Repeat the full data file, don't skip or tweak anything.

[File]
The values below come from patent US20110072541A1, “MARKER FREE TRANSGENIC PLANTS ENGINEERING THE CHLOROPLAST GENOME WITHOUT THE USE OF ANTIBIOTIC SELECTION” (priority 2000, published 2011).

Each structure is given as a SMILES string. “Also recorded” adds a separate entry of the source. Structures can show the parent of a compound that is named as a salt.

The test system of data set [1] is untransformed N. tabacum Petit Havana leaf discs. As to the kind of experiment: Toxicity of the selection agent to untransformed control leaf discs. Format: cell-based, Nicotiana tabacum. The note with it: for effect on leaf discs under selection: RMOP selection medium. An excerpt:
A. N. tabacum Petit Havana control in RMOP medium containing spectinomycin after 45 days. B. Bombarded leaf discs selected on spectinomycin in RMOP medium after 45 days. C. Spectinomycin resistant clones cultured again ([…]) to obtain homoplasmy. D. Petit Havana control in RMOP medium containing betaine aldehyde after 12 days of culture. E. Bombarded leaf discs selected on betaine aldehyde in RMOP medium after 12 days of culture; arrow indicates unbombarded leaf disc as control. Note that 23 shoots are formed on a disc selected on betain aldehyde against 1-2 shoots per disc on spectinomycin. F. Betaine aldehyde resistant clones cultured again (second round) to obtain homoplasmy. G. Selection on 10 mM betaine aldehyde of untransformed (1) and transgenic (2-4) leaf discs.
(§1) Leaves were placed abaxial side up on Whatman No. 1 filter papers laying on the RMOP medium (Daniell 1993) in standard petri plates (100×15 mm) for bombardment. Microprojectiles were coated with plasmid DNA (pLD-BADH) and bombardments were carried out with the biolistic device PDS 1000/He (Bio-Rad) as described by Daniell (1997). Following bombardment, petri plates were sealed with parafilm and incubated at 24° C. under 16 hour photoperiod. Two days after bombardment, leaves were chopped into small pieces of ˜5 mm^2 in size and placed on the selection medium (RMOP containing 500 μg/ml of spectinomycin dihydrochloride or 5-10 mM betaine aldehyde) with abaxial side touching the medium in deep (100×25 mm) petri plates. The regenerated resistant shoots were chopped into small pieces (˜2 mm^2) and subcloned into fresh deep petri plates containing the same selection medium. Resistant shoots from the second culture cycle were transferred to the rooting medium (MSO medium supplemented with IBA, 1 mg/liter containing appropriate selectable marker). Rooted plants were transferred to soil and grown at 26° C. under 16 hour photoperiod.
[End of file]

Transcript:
The values below come from patent US20110072541A1, “MARKER FREE TRANSGENIC PLANTS ENGINEERING THE CHLOROPLAST GENOME WITHOUT THE USE OF ANTIBIOTIC SELECTION” (priority 2000, published 2011).

Each structure is given as a SMILES string. “Also recorded” adds a separate entry of the source. Structures can show the parent of a compound that is named as a salt.

The test system of data set [1] is untransformed N. tabacum Petit Havana leaf discs. As to the kind of experiment: Toxicity of the selection agent to untransformed control leaf discs. Format: cell-based, Nicotiana tabacum. The note with it: for effect on leaf discs under selection: RMOP selection medium. An excerpt:
A. N. tabacum Petit Havana control in RMOP medium containing spectinomycin after 45 days. B. Bombarded leaf discs selected on spectinomycin in RMOP medium after 45 days. C. Spectinomycin resistant clones cultured again ([…]) to obtain homoplasmy. D. Petit Havana control in RMOP medium containing betaine aldehyde after 12 days of culture. E. Bombarded leaf discs selected on betaine aldehyde in RMOP medium after 12 days of culture; arrow indicates unbombarded leaf disc as control. Note that 23 shoots are formed on a disc selected on betain aldehyde against 1-2 shoots per disc on spectinomycin. F. Betaine aldehyde resistant clones cultured again (second round) to obtain homoplasmy. G. Selection on 10 mM betaine aldehyde of untransformed (1) and transgenic (2-4) leaf discs.
(§1) Leaves were placed abaxial side up on Whatman No. 1 filter papers laying on the RMOP medium (Daniell 1993) in standard petri plates (100×15 mm) for bombardment. Microprojectiles were coated with plasmid DNA (pLD-BADH) and bombardments were carried out with the biolistic device PDS 1000/He (Bio-Rad) as described by Daniell (1997). Following bombardment, petri plates were sealed with parafilm and incubated at 24° C. under 16 hour photoperiod. Two days after bombardment, leaves were chopped into small pieces of ˜5 mm^2 in size and placed on the selection medium (RMOP containing 500 μg/ml of spectinomycin dihydrochloride or 5-10 mM betaine aldehyde) with abaxial side touching the medium in deep (100×25 mm) petri plates. The regenerated resistant shoots were chopped into small pieces (˜2 mm^2) and subcloned into fresh deep petri plates containing the same selection medium. Resistant shoots from the second culture cycle were transferred to the rooting medium (MSO medium supplemented with IBA, 1 mg/liter containing appropriate selectable marker). Rooted plants were transferred to soil and grown at 26° C. under 16 hour photoperiod.